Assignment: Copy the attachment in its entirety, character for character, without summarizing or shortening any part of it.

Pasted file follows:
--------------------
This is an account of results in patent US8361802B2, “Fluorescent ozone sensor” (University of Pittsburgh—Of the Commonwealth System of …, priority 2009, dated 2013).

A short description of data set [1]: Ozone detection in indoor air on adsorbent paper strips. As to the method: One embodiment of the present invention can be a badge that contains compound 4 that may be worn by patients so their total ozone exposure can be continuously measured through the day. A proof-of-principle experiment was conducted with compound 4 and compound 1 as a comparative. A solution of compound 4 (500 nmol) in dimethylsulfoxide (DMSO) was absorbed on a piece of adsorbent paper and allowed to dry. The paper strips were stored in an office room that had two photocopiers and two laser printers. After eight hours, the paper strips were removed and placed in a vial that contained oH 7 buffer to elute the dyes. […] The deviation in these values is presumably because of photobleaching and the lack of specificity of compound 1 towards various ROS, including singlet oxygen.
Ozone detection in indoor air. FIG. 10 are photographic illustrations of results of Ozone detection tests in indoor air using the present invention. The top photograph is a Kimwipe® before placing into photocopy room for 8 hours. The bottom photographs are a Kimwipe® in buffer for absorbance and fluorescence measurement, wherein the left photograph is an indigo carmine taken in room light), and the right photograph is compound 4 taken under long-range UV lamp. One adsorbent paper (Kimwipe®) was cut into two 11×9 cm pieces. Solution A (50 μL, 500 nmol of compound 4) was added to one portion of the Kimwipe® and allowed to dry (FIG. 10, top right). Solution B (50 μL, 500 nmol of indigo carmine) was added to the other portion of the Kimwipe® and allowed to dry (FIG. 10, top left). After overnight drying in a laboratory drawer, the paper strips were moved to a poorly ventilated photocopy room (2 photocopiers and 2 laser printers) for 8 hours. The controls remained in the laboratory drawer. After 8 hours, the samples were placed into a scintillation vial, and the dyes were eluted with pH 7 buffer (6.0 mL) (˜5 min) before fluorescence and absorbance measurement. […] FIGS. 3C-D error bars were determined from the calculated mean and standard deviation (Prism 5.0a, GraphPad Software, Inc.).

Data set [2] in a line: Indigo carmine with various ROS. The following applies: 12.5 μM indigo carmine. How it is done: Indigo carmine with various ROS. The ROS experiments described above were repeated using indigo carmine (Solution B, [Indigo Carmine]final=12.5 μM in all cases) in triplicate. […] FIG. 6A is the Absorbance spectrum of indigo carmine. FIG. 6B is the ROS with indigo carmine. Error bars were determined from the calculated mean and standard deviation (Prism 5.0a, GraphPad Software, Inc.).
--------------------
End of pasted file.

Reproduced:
This is an account of results in patent US8361802B2, “Fluorescent ozone sensor” (University of Pittsburgh—Of the Commonwealth System of …, priority 2009, dated 2013).

A short description of data set [1]: Ozone detection in indoor air on adsorbent paper strips. As to the method: One embodiment of the present invention can be a badge that contains compound 4 that may be worn by patients so their total ozone exposure can be continuously measured through the day. A proof-of-principle experiment was conducted with compound 4 and compound 1 as a comparative. A solution of compound 4 (500 nmol) in dimethylsulfoxide (DMSO) was absorbed on a piece of adsorbent paper and allowed to dry. The paper strips were stored in an office room that had two photocopiers and two laser printers. After eight hours, the paper strips were removed and placed in a vial that contained oH 7 buffer to elute the dyes. […] The deviation in these values is presumably because of photobleaching and the lack of specificity of compound 1 towards various ROS, including singlet oxygen.
Ozone detection in indoor air. FIG. 10 are photographic illustrations of results of Ozone detection tests in indoor air using the present invention. The top photograph is a Kimwipe® before placing into photocopy room for 8 hours. The bottom photographs are a Kimwipe® in buffer for absorbance and fluorescence measurement, wherein the left photograph is an indigo carmine taken in room light), and the right photograph is compound 4 taken under long-range UV lamp. One adsorbent paper (Kimwipe®) was cut into two 11×9 cm pieces. Solution A (50 μL, 500 nmol of compound 4) was added to one portion of the Kimwipe® and allowed to dry (FIG. 10, top right). Solution B (50 μL, 500 nmol of indigo carmine) was added to the other portion of the Kimwipe® and allowed to dry (FIG. 10, top left). After overnight drying in a laboratory drawer, the paper strips were moved to a poorly ventilated photocopy room (2 photocopiers and 2 laser printers) for 8 hours. The controls remained in the laboratory drawer. After 8 hours, the samples were placed into a scintillation vial, and the dyes were eluted with pH 7 buffer (6.0 mL) (˜5 min) before fluorescence and absorbance measurement. […] FIGS. 3C-D error bars were determined from the calculated mean and standard deviation (Prism 5.0a, GraphPad Software, Inc.).

Data set [2] in a line: Indigo carmine with various ROS. The following applies: 12.5 μM indigo carmine. How it is done: Indigo carmine with various ROS. The ROS experiments described above were repeated using indigo carmine (Solution B, [Indigo Carmine]final=12.5 μM in all cases) in triplicate. […] FIG. 6A is the Absorbance spectrum of indigo carmine. FIG. 6B is the ROS with indigo carmine. Error bars were determined from the calculated mean and standard deviation (Prism 5.0a, GraphPad Software, Inc.).